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Of all the descendants of Linchi, it is this man that comes in for the most extended criticism in the Shobo* genzo*. Thereupon, he turns to Tahui. Although this passage is presumably intended simply as an example of a misunderstanding of the expressions "selfverification" and "selfawakening," Dogen uses it to launch an extended and vitriolic ad hominem attack on Tahui himself. " And because Ta hui himself did not understand the teachings of the Buddhas and patriarchs, most of the followers of his tradition are "phonies''; there is not a single truly solid one among them.
For as is perfectly clear from the Butsudo text itself, Dogen's position, far from affirming a catholic appreciation of diverse forms of Buddhism, is intended precisely to limit the true religion to a single historical tradition. Already in his earliest writings it is clear that Dogen considers the Shobo genzo a historical reality, preserved only in the Zen tradition he has now brought from China. The Bendo* wa opens with a rehearsal of that tradition. (DZZ 1:730) Buddhist texts, Dogen goes on here to say, may have existed in China before the advent of Bodhidharma, but no one understood them; it was only after his arrival that the pure Buddhadharma spread there.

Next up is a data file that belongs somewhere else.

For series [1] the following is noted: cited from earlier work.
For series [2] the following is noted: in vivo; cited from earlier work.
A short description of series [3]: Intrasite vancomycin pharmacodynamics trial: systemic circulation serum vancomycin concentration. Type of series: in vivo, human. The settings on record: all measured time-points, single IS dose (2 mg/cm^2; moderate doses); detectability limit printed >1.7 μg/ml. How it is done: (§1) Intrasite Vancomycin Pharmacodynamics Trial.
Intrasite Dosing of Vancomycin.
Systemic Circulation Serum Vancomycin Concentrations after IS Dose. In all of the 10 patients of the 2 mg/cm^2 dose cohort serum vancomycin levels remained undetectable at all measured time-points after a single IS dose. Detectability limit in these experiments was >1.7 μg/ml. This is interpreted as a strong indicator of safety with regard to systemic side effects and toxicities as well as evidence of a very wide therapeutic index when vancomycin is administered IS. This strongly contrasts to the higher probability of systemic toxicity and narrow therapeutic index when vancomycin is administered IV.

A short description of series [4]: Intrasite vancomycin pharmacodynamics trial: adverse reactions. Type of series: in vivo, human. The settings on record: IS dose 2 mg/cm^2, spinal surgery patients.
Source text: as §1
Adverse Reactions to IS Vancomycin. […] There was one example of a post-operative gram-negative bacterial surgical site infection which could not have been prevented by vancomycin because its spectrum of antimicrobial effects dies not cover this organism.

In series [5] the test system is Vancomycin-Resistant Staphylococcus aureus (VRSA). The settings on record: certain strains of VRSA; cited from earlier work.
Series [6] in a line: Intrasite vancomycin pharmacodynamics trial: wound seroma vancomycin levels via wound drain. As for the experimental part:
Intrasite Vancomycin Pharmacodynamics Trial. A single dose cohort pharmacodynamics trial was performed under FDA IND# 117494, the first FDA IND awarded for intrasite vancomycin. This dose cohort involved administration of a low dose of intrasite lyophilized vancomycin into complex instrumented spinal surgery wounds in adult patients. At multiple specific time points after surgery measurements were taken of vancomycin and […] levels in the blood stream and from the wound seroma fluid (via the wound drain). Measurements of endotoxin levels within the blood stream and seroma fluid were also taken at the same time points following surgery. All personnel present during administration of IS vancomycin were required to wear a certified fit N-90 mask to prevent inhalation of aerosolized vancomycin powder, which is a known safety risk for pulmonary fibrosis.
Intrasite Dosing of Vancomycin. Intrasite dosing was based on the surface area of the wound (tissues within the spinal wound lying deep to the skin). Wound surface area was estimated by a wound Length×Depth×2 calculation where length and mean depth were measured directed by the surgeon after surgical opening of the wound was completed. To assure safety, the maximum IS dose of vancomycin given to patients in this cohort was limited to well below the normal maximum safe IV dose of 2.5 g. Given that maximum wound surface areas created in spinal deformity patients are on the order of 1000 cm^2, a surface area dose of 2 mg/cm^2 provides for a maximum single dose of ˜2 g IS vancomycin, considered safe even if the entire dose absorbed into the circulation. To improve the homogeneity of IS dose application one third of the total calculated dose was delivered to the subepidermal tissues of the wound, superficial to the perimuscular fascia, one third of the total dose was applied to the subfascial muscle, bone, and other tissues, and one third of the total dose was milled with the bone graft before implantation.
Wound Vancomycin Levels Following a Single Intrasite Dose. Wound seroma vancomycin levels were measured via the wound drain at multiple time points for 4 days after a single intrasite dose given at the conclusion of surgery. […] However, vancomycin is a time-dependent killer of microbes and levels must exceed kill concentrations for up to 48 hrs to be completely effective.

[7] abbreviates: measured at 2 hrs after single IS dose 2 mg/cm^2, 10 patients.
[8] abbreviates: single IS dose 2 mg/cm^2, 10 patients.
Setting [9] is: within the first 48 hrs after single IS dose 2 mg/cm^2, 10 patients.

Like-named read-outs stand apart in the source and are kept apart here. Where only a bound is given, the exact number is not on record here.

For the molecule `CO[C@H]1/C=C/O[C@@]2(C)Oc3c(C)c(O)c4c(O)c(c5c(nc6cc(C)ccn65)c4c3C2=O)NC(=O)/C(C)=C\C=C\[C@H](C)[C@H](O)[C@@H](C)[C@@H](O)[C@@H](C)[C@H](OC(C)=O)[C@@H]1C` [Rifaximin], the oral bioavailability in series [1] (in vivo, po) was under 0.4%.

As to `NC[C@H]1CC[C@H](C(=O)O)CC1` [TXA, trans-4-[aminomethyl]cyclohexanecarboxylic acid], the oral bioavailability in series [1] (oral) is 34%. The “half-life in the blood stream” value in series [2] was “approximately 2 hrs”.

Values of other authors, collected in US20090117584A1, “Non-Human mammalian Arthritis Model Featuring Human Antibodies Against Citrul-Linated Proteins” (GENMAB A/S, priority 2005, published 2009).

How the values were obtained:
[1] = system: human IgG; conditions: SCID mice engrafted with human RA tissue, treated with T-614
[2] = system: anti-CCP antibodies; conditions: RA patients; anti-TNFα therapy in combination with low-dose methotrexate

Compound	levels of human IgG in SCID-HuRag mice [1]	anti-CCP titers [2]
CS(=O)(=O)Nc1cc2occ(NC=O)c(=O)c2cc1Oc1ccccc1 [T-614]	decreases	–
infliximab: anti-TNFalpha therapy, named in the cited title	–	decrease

And because Ta hui himself did not understand the teachings of the Buddhas and patriarchs, most of the followers of his tradition are "phonies''; there is not a single truly solid one among them. Even in his subsequent training at T'ient'ung shan under Juching, Furuta argues, it is doubtful that Dogen heard much of Ts'aotung; for, as we have seen, Juching's sayings give no evidence of such teaching, and, in fact, most of this master's own associations seem to have been with Linchi figures.